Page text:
When these molecules are isolated and examined individually, they conform to all the physical and chemical laws that describe the behavior of inanimate matter - as do all the processes occurring in living organisms. The study of biochemistry shows how the collections of inanimate molecules that constitute living organisms interact to maintain and perpetuate life animated solely by the physical and chemical laws that govern the nonliving universe. Physical and Chemical sciences alone may not completely explain the nature of life, but they at least provide the essential framework for such an explanation. BIOCHEMISTRY
Tools to study biochemistry: All students of life must have a fundamental understanding of general chemistry, organic chemistry and biology. Know chemical structures and reactivities of molecules that participate in cellular reactions. Know biological functions of cellular molecules. Know how all of the pieces and different chemical reactions fit together.
Interweaving of thehistorical traditions of biochemistry, cell biology, and genetics.
Biochemistry draws its major themes from: 1. Organic chemistry - which describes the properties of biomolecules. 2. Biophysics - which applies the techniques of physics to study the structures of biomolecules. 3. Medical research - which increasingly seeks to understand disease states in molecular terms. 4. Nutrition - which has illuminated metabolism by describing the dietary requirements for maintenance of health. 5. Microbiology - which has shown that single-celled organisms and viruses are ideally suited for the elucidation of many metabolic pathways and regulatory mechanisms.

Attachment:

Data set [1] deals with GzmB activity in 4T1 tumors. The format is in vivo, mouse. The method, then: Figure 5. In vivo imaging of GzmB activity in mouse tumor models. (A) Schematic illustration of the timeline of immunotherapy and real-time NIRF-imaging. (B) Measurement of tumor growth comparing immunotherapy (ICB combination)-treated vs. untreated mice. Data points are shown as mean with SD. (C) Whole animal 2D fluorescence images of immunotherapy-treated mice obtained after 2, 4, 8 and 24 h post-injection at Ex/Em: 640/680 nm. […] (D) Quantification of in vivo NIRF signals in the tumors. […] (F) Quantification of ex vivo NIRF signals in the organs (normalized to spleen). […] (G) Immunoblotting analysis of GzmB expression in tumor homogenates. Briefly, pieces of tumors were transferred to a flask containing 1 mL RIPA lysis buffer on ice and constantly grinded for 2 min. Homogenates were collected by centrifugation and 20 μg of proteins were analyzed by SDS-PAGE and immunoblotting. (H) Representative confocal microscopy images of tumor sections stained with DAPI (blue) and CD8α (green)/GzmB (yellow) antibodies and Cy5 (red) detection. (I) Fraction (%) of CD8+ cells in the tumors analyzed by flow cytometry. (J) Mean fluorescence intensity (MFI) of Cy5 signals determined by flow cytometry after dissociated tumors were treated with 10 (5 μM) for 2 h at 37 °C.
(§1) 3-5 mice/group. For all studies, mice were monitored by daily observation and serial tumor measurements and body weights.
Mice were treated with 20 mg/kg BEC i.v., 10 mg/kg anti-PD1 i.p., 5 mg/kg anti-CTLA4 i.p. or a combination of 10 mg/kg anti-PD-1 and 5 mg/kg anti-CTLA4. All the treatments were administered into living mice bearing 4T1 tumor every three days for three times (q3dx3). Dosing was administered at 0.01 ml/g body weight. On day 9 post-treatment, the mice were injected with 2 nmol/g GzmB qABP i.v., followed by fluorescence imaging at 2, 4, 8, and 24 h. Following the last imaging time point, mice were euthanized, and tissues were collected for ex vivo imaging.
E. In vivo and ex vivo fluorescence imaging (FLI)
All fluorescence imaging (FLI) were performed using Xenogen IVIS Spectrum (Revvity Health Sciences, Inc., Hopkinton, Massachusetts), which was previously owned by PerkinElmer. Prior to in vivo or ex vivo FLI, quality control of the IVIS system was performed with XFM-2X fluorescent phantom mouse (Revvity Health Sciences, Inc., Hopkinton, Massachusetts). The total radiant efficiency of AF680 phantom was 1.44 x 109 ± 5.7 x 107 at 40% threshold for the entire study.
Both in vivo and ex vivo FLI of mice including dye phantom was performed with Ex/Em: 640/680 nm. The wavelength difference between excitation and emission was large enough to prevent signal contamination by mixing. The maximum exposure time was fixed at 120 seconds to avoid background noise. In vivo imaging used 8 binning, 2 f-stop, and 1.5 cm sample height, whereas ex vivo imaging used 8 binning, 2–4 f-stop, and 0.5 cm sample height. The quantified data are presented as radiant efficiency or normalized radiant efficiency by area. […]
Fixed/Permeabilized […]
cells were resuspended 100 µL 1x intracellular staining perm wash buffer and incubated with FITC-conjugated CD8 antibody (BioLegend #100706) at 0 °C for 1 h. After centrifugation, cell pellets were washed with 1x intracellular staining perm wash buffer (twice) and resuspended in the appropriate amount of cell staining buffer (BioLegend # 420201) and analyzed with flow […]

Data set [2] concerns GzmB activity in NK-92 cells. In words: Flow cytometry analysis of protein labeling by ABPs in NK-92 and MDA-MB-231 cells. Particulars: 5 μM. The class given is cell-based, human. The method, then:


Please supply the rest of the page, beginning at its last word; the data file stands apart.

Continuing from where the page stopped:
6. Physiology - which investigates life processes at the tissue and organism levels.7. Cell biology - which describes the biochemical division of labor within a cell.8. Genetics - which describes mechanisms that give a particular cell or organism its biochemical identity.
Elements of Life Up to 99+% of the human body is made of the elements C (9.5%), H (25.2%), O (63%) and N (1.4%). Only 31 chemical elements occur naturally in plants and animals.
99% of the mass of the human body is made up of only six elements: oxygen, carbon, hydrogen, nitrogen, calcium, and phosphorus. Every organic molecule contains carbon. Since 65-90% of each body cell consists of water (by weight), it is not surprising that oxygen and hydrogen are major components of the body.
Question What property unites H, O, C and N and renders these atoms so appropriate to the chemistry of life? Their ability to form covalent bonds by electron-pair sharing. Bond Energy (kJ/mol) H-H 436 C-H 414 C-C 343 C-O 351